The Bells, Op.35
Alexander Nevsky – Cantata, Op.78
Elena Prokina (soprano), Daniil Shtoda (tenor) & Sergei Leiferkus (baritone)
BBC Symphony Chorus
BBC Symphony Orchestra
Evgeny Svetlanov [Rachmaninov]
Alfreda Hodgson (mezzo-soprano)
The Bells recorded 19 April 2002 in Barbican Hall, London; Alexander Nevsky recorded 30 January 1988 in Royal Festival Hall, London
Reviewed by: Tully Potter
Reviewed: June 2012
CD No: ICA CLASSICS ICAC 5069
Duration: 79 minutes
The great Russian conductor Evgeny Svetlanov (1928-2002) began and ended his career with one of his favourite works, Rachmaninov’s choral symphony The Bells. He chose it for his final exam at the Moscow Conservatory and the performance enshrined on this ICA issue was his very last – of it and of all – given just two weeks before his death. Knowing Svetlanov’s closeness to this composer’s music, I expect he was fully aware that The Bells was also the final piece Rachmaninov himself conducted. Svetlanov was not only an eminent Rachmaninov conductor, he was also a magnificent Rachmaninov pianist: everyone should hear his recordings of the Elegiac Trio (Opus 9, with Kogan and Luzanov) and the Cello Sonata (with Luzanov), and his solo recordings are also masterly. The same can be said of his records of music by Rachmaninov’s friend Medtner.
The idea for The Bells came to the composer from an anonymous letter enclosing the text of Konstantin Balmont’s Russian translation of Edgar Allan Poe’s poem (only after Rachmaninov’s death was it revealed that the sender was a young lady cellist called Maria Danilova). Rachmaninov, who had already been considering a new symphony, sketched The Bells in 1913 in Rome, in Modest Tchaikovsky’s old apartment which his composer-brother had sometimes used as a retreat. To work at the same table as his hero was an added stimulus. “All my life I have taken pleasure in the differing moods and music of gladly chiming and mournfully tolling bells”, Rachmaninov wrote in his memoirs. He conducted the first performance on 30 November, in one of Siloti’s Moscow concerts. Each of the soloists gets a movement, backed each time by the chorus: the tenor appears in the first, dealing with silver sleigh bells of birth and youth, with a chilly foreshadowing of the end of life; the soprano sings of mellow golden wedding bells; the chorus has the scherzo to itself, warning of brazen alarum bells; and the baritone sings of the iron bells of death.
Evgeny Svetlanov’s conducting of The Bells was his final musical act and is a serious contender for everyone’s collection. The BBC captured amazing sound. The tenor soloist is excellent; the soprano has one of those vibrant Russian voices, but should be within anyone’s tolerance; and Sergei Leiferkus is his usual reliable self. All three put over their parts with full conviction. The BBC Symphony Chorus is superb, not really Russian-sounding – which may be a plus for some listeners – but handling the text well and getting through the revised scherzo without a fluff. The orchestral playing is equally fine, the woodwinds deserving special praise. Svetlanov was mortally ill but you would never know it. He gives one of the most persuasive interpretations I have ever heard of The Bells, and it all gains from the continuity and spontaneity of a concert performance. The audience is blessedly quiet during the music, too. If Svetlanov had to die so soon afterwards, he went out on a notable high, doing his utmost for a work that both he and the composer loved.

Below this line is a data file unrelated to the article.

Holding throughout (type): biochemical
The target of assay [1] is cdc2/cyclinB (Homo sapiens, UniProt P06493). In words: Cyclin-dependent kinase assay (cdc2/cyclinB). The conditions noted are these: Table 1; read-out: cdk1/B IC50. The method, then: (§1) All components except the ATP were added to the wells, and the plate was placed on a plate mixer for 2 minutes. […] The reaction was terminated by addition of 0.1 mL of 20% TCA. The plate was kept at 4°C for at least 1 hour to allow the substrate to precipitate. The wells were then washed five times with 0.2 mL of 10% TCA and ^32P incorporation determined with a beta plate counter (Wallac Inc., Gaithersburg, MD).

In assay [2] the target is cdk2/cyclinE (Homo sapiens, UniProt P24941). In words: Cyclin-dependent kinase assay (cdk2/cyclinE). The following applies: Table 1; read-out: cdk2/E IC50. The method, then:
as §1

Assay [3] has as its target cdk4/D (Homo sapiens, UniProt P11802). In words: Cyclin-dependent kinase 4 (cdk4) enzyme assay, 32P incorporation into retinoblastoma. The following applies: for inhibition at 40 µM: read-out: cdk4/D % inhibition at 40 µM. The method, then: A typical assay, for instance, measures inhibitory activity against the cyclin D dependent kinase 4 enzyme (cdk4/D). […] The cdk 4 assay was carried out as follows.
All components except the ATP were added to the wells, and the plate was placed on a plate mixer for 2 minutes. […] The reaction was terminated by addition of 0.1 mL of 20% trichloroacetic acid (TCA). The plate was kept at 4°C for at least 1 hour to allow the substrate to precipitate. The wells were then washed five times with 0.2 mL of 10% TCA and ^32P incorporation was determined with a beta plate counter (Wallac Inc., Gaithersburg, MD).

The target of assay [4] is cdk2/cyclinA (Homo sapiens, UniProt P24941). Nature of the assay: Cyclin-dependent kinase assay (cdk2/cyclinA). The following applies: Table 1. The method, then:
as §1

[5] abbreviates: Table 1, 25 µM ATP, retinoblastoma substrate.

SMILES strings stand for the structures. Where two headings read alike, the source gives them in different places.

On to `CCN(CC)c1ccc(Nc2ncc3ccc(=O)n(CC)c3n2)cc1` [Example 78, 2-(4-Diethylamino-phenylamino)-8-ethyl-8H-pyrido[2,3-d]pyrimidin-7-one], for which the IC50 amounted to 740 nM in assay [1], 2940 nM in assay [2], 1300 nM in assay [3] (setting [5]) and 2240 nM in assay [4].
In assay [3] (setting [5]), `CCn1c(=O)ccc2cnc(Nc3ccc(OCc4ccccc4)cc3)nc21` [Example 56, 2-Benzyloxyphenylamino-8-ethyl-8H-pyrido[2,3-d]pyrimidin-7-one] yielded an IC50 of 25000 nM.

The sound is also excellent in Alexander Nevsky, though very different, reflecting the Royal Festival Hall’s equally problematic acoustic – another triumph for the BBC engineers. This Cantata was worked up by Prokofiev from his music for Eisenstein’s 1938 film; and it represents his finest piece of propaganda for the Soviet Union. Rather than use specific traditional melodies or folk-tunes, he composed in the spirit of such music, producing a very successful pastiche of Mussorgsky. No wonder it has always been one of his most popular works. The only snag, for anyone who likes the ‘normal’ Prokofiev, is that most of it does not sound like him at all – it gets most like him in the famous ‘Battle on the Ice’. Svetlanov’s performance is suitably noisy and grandiloquent, with both chorus and orchestra entering into the spirit of the score. Although Alfreda Hodgson does not sound very Russian – the composer was clearly thinking of a Nadezhda Obukhova kind of voice – she delivers her solo eloquently, making the most of the one relatively still point in the work.
The sound of both recordings has been very well re-mastered by Paul Baily but the presentation leaves something to be desired. Although there are seven pages advertising other ICA products, the all-important texts are not included. The original producers and engineers are not named, nor are the chorus masters, and Hodgson, one of the last of that dying breed, the English contralto, is described as a mezzo-soprano (which, to be fair, she is elsewhere too). Nevertheless, this release does full honours to Evgeny Svetlanov.